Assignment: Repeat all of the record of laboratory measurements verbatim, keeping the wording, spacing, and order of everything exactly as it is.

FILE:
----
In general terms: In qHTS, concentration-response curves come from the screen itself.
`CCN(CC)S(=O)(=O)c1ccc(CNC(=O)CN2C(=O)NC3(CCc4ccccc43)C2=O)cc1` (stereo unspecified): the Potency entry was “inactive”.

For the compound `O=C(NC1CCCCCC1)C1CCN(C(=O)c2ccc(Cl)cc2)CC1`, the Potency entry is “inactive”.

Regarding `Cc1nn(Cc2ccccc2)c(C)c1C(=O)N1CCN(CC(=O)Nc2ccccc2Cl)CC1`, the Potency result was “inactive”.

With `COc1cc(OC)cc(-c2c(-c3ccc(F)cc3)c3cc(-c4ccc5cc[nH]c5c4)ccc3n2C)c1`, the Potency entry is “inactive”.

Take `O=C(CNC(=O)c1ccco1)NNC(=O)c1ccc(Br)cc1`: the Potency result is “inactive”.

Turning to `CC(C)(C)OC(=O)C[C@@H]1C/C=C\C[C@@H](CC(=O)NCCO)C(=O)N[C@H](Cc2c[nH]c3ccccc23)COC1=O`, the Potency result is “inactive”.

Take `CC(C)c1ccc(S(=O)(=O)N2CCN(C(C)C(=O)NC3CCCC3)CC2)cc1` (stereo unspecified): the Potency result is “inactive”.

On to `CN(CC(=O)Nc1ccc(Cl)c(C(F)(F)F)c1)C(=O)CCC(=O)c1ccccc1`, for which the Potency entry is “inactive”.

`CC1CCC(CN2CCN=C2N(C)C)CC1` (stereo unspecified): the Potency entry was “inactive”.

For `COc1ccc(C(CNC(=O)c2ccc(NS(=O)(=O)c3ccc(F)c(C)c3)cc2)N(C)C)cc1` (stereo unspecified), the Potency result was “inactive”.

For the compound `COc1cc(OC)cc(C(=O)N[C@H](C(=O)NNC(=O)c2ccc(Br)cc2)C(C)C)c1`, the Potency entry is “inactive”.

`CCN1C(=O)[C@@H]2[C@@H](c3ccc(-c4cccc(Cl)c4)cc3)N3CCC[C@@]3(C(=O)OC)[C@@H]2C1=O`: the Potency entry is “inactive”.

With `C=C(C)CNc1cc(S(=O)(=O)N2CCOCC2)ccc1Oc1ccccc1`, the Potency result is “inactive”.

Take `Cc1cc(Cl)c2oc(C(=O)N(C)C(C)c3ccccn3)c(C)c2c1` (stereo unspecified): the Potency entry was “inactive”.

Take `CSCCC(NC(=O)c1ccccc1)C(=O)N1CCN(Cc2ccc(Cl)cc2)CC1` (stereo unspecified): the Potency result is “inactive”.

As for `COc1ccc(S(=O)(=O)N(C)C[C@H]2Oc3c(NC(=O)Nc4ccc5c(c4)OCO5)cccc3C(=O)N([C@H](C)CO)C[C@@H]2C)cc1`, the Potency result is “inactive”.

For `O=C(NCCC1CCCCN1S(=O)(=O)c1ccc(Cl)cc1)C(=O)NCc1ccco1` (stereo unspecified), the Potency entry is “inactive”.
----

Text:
In general terms: In qHTS, concentration-response curves come from the screen itself.
`CCN(CC)S(=O)(=O)c1ccc(CNC(=O)CN2C(=O)NC3(CCc4ccccc43)C2=O)cc1` (stereo unspecified): the Potency entry was “inactive”.

For the compound `O=C(NC1CCCCCC1)C1CCN(C(=O)c2ccc(Cl)cc2)CC1`, the Potency entry is “inactive”.

Regarding `Cc1nn(Cc2ccccc2)c(C)c1C(=O)N1CCN(CC(=O)Nc2ccccc2Cl)CC1`, the Potency result was “inactive”.

With `COc1cc(OC)cc(-c2c(-c3ccc(F)cc3)c3cc(-c4ccc5cc[nH]c5c4)ccc3n2C)c1`, the Potency entry is “inactive”.

Take `O=C(CNC(=O)c1ccco1)NNC(=O)c1ccc(Br)cc1`: the Potency result is “inactive”.

Turning to `CC(C)(C)OC(=O)C[C@@H]1C/C=C\C[C@@H](CC(=O)NCCO)C(=O)N[C@H](Cc2c[nH]c3ccccc23)COC1=O`, the Potency result is “inactive”.

Take `CC(C)c1ccc(S(=O)(=O)N2CCN(C(C)C(=O)NC3CCCC3)CC2)cc1` (stereo unspecified): the Potency result is “inactive”.

On to `CN(CC(=O)Nc1ccc(Cl)c(C(F)(F)F)c1)C(=O)CCC(=O)c1ccccc1`, for which the Potency entry is “inactive”.

`CC1CCC(CN2CCN=C2N(C)C)CC1` (stereo unspecified): the Potency entry was “inactive”.

For `COc1ccc(C(CNC(=O)c2ccc(NS(=O)(=O)c3ccc(F)c(C)c3)cc2)N(C)C)cc1` (stereo unspecified), the Potency result was “inactive”.

For the compound `COc1cc(OC)cc(C(=O)N[C@H](C(=O)NNC(=O)c2ccc(Br)cc2)C(C)C)c1`, the Potency entry is “inactive”.

`CCN1C(=O)[C@@H]2[C@@H](c3ccc(-c4cccc(Cl)c4)cc3)N3CCC[C@@]3(C(=O)OC)[C@@H]2C1=O`: the Potency entry is “inactive”.

With `C=C(C)CNc1cc(S(=O)(=O)N2CCOCC2)ccc1Oc1ccccc1`, the Potency result is “inactive”.

Take `Cc1cc(Cl)c2oc(C(=O)N(C)C(C)c3ccccn3)c(C)c2c1` (stereo unspecified): the Potency entry was “inactive”.

Take `CSCCC(NC(=O)c1ccccc1)C(=O)N1CCN(Cc2ccc(Cl)cc2)CC1` (stereo unspecified): the Potency result is “inactive”.

As for `COc1ccc(S(=O)(=O)N(C)C[C@H]2Oc3c(NC(=O)Nc4ccc5c(c4)OCO5)cccc3C(=O)N([C@H](C)CO)C[C@@H]2C)cc1`, the Potency result is “inactive”.

For `O=C(NCCC1CCCCN1S(=O)(=O)c1ccc(Cl)cc1)C(=O)NCc1ccco1` (stereo unspecified), the Potency entry is “inactive”.